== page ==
- Man killed by vehicle had been charged with domestic assault (11/30/16)
- Jackson man to cast electoral vote for Trump; others trying to dissuade him (11/29/16)51
- Post-election taunts reported at Jackson schools (12/2/16)28
- Former Cape council member dies, remembered as 'wonderful public servant' (11/29/16)1
- Burglary suspect apprehended inside Jackson garage (12/4/16)
- Poplar Bluff man accused of enticement, child porn in Scott County sting operation (12/4/16)
- Missouri chamber to honor Cape's John Mehner (11/30/16)6
- Woman accused in three robberies disguised herself as man (11/29/16)5
- Men who pulled father, son from burning car near Naylor honored by highway patrol (12/1/16)
- Cape woman hopes son's death in Chattanooga will lead to better policing (11/30/16)11
Jetton's position is embarrassing
To the editor:When I heard a couple of weeks ago that state Rep. Scott Lipke had been removed from his committee chair by House Speaker Rod Jetton, I must confess that I was curious about what was behind such a bold and unusual intraparty move. What great crime has Lipke committed? Another Republican sex scandal? As it turns out, it is a sex scandal of sorts.
Lipke was removed for attempting to take out the antiquated statute that outlaws homosexuals from having consensual sex -- a law that, if enforced, would make hundreds of thousands of hard-working, otherwise law-abiding Missouri citizens criminals subject to incarceration.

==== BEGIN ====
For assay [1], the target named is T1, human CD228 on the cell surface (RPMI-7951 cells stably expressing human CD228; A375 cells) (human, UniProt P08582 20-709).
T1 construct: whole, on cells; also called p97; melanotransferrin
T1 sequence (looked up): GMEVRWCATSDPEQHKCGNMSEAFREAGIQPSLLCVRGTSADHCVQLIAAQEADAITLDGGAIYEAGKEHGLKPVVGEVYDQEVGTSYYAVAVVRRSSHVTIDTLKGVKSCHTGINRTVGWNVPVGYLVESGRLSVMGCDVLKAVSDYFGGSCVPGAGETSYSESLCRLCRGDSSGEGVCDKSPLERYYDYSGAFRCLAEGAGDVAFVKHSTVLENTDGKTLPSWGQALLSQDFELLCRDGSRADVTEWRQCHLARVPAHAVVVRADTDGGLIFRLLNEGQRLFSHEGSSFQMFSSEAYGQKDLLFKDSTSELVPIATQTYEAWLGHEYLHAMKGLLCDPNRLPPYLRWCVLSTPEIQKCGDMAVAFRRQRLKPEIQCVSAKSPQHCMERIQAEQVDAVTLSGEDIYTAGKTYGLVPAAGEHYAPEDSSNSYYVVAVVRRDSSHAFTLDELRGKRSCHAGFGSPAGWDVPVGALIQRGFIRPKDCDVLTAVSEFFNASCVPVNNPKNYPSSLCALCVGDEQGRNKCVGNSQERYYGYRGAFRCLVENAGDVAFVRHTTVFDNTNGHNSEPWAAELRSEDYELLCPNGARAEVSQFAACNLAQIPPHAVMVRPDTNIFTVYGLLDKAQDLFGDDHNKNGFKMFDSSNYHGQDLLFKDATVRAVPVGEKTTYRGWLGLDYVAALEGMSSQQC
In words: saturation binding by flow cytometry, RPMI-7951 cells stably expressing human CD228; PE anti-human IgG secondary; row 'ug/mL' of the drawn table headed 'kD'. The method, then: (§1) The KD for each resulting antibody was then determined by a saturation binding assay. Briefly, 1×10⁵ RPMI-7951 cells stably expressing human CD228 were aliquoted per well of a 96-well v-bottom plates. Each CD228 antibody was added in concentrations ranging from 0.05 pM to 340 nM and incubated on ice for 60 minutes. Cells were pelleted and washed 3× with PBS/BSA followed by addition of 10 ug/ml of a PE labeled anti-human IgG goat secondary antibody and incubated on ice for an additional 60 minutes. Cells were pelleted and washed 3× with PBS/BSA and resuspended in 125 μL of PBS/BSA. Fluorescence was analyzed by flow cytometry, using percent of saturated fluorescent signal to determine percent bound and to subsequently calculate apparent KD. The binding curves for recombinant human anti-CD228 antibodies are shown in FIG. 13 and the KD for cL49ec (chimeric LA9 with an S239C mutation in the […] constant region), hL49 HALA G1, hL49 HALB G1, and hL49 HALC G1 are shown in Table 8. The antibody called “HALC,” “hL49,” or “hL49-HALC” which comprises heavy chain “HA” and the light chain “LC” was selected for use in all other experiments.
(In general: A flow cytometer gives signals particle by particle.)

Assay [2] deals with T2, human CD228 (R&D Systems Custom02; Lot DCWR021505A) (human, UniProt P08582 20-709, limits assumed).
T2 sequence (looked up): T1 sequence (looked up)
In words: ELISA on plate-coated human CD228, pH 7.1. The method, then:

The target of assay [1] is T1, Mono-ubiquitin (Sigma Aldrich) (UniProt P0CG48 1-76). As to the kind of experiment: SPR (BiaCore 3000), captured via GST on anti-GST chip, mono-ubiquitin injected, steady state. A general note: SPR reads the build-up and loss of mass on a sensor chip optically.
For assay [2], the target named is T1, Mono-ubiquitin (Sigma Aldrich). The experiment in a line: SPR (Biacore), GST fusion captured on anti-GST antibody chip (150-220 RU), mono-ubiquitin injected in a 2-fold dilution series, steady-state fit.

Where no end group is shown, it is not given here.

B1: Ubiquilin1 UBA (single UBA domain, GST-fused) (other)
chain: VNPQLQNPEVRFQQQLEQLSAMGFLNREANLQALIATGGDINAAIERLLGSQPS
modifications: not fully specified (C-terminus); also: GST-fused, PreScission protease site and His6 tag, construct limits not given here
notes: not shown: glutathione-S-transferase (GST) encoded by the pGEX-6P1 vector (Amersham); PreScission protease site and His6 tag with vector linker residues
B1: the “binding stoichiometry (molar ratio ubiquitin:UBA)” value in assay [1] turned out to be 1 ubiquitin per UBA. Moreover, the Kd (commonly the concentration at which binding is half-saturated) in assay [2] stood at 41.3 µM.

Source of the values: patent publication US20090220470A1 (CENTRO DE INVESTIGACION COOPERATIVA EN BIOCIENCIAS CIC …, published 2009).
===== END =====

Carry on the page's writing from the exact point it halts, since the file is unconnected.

Sensibly, the U.S. Supreme Court had already ruled in 2003 that these laws are an unconstitutional attack on personal privacy.
Recently, Jetton and some other legislators spoke of the importance of this statue to their conservative constituents. I always though conservatives were against government interference in personal lives.
Aside from the patent absurdity of Jetton's position, it is also an embarrassing affront to all basic decency. Of course homosexuals have sex with each other. To try and make that a crime is something from the land of Borat, not the land of the free.
I don't know if Lipke intended to take a courageous stand on personal freedom and dignity or if he was removing a law the Supreme Court had struck down. Either way, he was in the right.
Jetton should restore Lipke to his committee chair. Maybe then we could welcome Jetton and Missouri to the 21st century.
PATRICK McMENAMIN, Cape Girardeau